After 76 days in strict lockdown, Wuhan in Central China's Hubei Province, which was the first to bear the brunt of what has become a global pandemic, reopened to the outside world on Wednesday morning.
Aerial photo taken on April 4, 2020 shows the sunset glow in Wuhan, central China's Hubei Province. (Photo: Xinhua)
While much work remains to be done to restart the economy and prevent a resurgence of the deadly coronavirus, Wuhan's reopening offers a desperately-needed commodity for the hundreds of millions of people across the world who are still going through surreal times as those in Wuhan have - hope.
Particularly, for major cities like Milan in Italy and New York City in the US, which are still in the middle of their battles against the virus, Wuhan showed that this invisible enemy, while extremely dangerous and tough, can be beaten and that there is indeed a bright light at the end of the tunnel.
With the number of new confirmed cases dropping to zero, officials in the city of roughly 11 million residents lifted the lockdown order put in place on January 23, just a day before the most important holiday in China - the Chinese New Year. While this is far from declaring a victory given the persistent risks and challenges ahead, the move on Wednesday marks the biggest step yet for not just Wuhan but the entire world since the outbreak.
It is a moment when Wuhan residents can finally shout out to the world: "We are back!" It is a moment that shows the world that we can beat this common enemy, though we have to pay a huge price.
For Wuhan, this means its residents are now allowed to leave the city and others are welcome to visit. It means one of the largest transportation hubs in the nation is open for business again. It means millions of businesses in the city - small and large, service providers and manufacturers - can further pick up the pace to resume their operations. It means Wuhan is finally on the fast track to a full recovery.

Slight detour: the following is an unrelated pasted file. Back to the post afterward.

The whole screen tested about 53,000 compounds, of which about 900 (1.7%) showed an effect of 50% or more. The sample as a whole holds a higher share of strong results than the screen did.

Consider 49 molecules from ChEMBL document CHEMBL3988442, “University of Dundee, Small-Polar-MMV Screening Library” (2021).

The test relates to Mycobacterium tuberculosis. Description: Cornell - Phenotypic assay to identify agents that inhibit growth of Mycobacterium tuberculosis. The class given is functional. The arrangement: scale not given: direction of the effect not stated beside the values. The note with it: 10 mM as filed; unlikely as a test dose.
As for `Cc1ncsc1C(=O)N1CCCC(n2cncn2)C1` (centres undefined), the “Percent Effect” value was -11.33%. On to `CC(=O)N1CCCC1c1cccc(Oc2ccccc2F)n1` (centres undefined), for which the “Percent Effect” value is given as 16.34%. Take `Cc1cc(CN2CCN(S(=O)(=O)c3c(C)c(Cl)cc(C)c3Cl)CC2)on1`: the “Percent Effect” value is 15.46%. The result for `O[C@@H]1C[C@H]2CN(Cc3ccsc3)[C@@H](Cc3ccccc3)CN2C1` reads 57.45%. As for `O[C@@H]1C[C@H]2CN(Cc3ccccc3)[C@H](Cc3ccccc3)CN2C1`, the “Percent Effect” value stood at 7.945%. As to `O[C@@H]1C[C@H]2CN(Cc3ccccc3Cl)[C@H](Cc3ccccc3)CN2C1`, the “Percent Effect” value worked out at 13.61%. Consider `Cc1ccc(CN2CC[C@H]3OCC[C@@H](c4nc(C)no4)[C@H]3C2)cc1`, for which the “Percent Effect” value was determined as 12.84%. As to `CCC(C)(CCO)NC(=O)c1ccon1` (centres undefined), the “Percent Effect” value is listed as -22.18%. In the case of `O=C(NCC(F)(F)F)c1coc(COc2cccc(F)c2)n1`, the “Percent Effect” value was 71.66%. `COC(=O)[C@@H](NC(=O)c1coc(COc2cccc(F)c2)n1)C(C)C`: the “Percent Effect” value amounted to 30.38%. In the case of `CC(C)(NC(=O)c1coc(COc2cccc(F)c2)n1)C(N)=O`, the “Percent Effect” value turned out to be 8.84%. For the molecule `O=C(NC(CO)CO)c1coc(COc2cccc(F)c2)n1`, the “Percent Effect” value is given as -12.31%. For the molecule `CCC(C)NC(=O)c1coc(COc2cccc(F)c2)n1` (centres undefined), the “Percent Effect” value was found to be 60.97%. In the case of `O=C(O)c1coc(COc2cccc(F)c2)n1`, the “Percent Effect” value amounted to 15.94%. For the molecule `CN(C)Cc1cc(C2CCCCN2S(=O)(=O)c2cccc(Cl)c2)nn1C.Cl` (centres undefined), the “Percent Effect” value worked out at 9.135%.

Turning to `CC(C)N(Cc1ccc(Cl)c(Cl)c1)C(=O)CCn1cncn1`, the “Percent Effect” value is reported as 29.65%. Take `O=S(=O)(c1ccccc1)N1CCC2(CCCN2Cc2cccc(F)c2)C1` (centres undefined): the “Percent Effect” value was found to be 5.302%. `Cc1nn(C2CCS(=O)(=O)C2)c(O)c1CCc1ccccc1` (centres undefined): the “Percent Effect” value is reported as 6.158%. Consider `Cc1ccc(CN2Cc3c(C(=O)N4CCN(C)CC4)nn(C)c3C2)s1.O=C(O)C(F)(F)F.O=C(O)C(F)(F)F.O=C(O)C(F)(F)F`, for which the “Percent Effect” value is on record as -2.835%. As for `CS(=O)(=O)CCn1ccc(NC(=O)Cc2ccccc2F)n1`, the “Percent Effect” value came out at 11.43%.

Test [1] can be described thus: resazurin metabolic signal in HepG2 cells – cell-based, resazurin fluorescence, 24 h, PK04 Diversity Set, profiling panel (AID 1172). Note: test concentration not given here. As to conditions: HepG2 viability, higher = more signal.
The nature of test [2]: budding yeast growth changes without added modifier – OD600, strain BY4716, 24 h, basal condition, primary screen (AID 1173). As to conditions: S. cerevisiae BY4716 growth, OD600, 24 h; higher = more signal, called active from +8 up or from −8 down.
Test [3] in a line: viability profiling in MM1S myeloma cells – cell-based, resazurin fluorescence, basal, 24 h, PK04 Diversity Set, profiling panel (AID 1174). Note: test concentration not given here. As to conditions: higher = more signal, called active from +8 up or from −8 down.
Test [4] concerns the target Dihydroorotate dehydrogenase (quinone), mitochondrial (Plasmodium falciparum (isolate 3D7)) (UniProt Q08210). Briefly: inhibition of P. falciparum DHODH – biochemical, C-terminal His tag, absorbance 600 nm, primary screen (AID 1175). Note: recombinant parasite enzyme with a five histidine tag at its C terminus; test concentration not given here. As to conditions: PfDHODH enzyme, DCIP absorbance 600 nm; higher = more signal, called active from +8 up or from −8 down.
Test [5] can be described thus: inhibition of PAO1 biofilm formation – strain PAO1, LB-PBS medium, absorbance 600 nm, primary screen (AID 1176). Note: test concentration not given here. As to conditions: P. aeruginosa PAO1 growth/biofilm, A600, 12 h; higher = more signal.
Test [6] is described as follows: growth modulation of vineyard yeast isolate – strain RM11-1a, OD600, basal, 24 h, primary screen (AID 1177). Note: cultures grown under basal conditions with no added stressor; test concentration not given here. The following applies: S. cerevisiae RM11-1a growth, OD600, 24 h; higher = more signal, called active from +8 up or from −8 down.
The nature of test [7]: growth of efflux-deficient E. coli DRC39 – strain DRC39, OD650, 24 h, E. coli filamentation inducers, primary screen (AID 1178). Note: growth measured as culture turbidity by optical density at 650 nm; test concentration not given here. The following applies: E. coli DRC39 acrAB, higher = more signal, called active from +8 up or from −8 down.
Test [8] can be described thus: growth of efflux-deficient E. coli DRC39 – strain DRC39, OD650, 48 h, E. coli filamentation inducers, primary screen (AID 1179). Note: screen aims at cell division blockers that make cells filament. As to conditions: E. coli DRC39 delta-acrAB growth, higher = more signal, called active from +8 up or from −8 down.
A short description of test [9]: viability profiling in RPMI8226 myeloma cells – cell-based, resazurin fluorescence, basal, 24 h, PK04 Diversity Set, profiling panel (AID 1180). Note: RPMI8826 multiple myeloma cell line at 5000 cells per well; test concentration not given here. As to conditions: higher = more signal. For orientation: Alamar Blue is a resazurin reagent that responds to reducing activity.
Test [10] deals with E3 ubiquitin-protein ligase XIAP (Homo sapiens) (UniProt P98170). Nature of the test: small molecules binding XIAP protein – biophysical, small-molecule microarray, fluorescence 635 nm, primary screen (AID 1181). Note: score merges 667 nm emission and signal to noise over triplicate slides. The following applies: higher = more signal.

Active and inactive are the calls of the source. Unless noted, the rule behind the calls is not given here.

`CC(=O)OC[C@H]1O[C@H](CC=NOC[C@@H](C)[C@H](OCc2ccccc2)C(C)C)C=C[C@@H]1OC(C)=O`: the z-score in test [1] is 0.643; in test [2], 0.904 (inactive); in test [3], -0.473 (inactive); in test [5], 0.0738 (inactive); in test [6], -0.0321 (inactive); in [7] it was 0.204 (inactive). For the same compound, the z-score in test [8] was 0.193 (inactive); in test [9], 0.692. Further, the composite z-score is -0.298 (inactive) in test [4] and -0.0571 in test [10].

In many ways, Wuhan is similar to Milan and New York City. In terms of population, Wuhan is not that far off Milan's 10 million and New York's roughly 8.6 million. All three cities are crucial to their respective countries' economies - Wuhan is a major transportation and manufacturing hub for China, Milan accounts for almost half of Italy's economic output and New York City is the financial capital for not just the US but the entire world.
What they also have in common, unfortunately, is that they have become the epicenters of the coronavirus outbreak in their respective countries. They face the same enemy, the same danger and the same challenges. Therefore, if they adopt similar measures, despite their different cultures and management systems, there is no reason to believe that Wuhan can beat back the virus, but Milan and New York City cannot.
Promisingly, both Milan and New York City have imposed strict lockdown orders like Wuhan, although some argue that they made the decision a little too late and enforcement might have been less strict. Those measures have already shown some encouraging signs, as the increases in new infections in both places have slowed somewhat in recent days.
However, as officials there have been quick to point out, the fight is far from over. In New York, mayor Bill de Blasio said on Tuesday that while there has been "progress," the city has not yet reached a "turning point." Even in Wuhan, officials remain highly cautious, stressing that "zero new cases does not mean zero risks and that lifting the lockdown does not mean scrapping anti-virus efforts."
Beyond the measures against the virus itself, Wuhan is now facing another unprecedented challenge of restarting its economy, while residents remain understandably wary and risks remain high.
However, we must understand that this is something we have never seen before and it is simply impossible to wait for everything to be perfect to restart the economy. But as Wuhan has shown us, we have to be resolute and we have to be cautious, and meanwhile, we should also be hopeful.
Going forward, global cooperation is more paramount than ever, because while the fight against the virus requires lockdowns, the fight to revive the economy will require free flow of travel and trade.
China has and will continue to seek cooperation with other countries. We hope all countries can put aside their political differences and work jointly toward the same goal - defeating this common enemy and restarting the global economy.